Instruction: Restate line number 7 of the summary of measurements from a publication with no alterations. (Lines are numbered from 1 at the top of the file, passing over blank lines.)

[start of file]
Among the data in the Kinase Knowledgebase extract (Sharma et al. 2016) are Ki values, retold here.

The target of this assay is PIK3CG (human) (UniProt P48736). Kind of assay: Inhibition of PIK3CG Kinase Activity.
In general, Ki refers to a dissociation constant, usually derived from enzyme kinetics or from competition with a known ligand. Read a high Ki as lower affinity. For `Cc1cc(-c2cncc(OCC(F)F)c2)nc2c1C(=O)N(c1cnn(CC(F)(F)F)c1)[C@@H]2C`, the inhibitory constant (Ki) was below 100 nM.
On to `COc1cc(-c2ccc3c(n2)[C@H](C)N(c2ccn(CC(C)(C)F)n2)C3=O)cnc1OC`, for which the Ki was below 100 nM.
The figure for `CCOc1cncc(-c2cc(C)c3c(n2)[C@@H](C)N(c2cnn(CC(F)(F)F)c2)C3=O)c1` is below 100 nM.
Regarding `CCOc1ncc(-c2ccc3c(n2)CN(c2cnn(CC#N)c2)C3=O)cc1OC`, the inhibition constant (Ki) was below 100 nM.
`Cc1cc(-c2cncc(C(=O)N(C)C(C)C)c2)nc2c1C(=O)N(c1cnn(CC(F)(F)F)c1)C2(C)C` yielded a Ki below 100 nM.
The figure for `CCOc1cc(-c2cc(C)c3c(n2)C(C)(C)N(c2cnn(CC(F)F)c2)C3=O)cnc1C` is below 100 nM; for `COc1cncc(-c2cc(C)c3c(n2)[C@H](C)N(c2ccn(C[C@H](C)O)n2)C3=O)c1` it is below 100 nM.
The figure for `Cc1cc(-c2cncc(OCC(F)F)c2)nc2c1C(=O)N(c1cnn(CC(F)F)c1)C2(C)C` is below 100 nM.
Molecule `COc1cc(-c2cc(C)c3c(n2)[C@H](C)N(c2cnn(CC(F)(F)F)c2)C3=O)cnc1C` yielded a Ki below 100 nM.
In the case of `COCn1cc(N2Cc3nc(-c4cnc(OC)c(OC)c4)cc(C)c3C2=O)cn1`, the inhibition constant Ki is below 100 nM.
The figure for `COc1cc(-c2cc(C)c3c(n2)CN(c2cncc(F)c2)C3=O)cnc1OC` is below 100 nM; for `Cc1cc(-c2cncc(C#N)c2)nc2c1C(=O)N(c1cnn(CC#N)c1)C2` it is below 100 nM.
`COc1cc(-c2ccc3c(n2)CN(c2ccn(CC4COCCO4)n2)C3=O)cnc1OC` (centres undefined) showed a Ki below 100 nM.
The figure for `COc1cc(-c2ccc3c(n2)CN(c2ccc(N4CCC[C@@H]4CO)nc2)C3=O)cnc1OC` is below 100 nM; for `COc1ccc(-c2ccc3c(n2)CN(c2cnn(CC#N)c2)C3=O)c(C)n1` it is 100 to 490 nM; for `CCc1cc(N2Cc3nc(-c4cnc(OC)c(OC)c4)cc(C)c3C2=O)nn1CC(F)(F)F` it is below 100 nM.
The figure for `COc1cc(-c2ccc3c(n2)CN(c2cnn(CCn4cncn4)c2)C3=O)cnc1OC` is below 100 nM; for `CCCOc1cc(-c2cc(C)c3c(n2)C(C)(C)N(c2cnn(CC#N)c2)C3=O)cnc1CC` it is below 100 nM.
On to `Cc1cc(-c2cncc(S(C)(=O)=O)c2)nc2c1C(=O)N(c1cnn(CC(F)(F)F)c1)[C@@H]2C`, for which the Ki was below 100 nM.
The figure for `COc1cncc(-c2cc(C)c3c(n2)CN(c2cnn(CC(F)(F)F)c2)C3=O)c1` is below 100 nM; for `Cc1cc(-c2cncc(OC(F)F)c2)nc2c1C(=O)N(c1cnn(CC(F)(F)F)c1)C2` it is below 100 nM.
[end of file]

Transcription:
`Cc1cc(-c2cncc(C(=O)N(C)C(C)C)c2)nc2c1C(=O)N(c1cnn(CC(F)(F)F)c1)C2(C)C` yielded a Ki below 100 nM.